We are enhancing our current range of multibeam echo sounders for improved precision of seabed mapping at greater depths, with the latest hydroacoustic technology.
EM 302 multibeam echo sounder
EM302 transducer mounting
The new EM 302 will include all the features of the EM 300 multibeam echo sounder, the current market leading product for marine geology mapping of seabed for depths to 5000 – 6000m. It will also utilise chirp technology to obtain extended range capability for surveying from the shoreline right through to beyond continental rises. EM 302 will also provide high-density signal processing as well as increased number of soundings for improved resolution.
The SBP 300 multibeam sediment profiler has been developed for integration with the EM 302 echo sounder. SBP 300 is a powerful FM chirp system with narrow stabilised beams that cover a swath of up to 30 degrees and offers a typical sediment penetration of 100 msec for water depths to 5000m. The system works with multiple pulses in the water and uses a special pulse shading mechanism to eliminate interference with other acoustic systems. 3D imaging of sediment structure is also possible.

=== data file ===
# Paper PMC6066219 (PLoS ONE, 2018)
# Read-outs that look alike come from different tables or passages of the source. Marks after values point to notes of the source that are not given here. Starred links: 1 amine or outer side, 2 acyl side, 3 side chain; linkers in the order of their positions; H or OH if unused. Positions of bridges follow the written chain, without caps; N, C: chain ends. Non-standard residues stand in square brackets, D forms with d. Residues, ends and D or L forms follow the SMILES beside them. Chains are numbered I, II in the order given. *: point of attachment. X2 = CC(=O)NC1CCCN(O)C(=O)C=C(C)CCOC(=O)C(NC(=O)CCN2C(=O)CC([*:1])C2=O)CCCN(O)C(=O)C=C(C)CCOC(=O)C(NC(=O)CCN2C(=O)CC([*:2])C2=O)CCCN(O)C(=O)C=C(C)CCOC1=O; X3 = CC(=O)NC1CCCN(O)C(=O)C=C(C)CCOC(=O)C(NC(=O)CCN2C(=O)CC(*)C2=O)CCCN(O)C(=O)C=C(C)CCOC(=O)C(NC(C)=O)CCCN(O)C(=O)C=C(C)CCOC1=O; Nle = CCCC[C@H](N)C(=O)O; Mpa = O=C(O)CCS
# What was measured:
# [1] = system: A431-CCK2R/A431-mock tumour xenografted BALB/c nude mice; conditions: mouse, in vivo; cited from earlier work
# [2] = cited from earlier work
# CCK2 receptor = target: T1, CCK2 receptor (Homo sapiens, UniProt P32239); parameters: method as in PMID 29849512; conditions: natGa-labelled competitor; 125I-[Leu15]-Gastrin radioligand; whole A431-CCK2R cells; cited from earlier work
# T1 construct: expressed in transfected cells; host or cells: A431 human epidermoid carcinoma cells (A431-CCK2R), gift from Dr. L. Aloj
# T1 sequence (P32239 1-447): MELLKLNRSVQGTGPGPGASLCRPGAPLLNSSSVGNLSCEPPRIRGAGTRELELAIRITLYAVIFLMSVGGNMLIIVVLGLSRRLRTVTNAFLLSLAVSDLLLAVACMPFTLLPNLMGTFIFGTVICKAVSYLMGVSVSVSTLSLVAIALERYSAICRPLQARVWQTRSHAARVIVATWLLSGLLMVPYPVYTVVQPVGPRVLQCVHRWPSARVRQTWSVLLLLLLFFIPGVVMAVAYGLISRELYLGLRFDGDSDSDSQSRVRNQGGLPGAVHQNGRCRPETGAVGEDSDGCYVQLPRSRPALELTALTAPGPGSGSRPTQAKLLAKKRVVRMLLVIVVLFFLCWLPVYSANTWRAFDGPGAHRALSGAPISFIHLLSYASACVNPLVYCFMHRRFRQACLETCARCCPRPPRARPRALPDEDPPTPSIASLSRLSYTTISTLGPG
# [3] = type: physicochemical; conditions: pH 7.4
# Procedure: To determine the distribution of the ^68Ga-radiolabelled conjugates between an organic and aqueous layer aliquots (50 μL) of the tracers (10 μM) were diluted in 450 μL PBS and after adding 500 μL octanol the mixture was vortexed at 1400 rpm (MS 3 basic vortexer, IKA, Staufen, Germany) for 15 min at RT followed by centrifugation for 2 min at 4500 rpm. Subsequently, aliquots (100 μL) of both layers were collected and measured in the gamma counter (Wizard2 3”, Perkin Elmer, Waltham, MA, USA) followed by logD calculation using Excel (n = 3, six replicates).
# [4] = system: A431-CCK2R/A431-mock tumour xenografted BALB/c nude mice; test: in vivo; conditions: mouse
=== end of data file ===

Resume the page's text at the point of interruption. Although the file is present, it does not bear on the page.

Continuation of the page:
EM 122 multibeam echo sounder
Typical survey result from the EM 122 multibeam echo sounder
The EM 122 will have all the characteristics of the EM 120 multibeam echo sounder, which is currently the preferred system for mapping of the seabed to full ocean depth. A wider swath and higher survey efficiency than any other deepwater mapping system will be made possible with the new EM 122. It will also use similar technology to EM 302 for improved resolution.
Even more accuracy
“Multibeam echo sounders have been highly proficient in obtaining 100% coverage of the bottom of the seabed,” comments Freddy Pøhner at Kongsberg Maritime. “Although we already offer some of the most preferred echo sounders for both inshore and offshore tasks, we continue to develop and innovate. Our latest multibeam echo sounders will provide even more accuracy and efficiency to suit many applications.”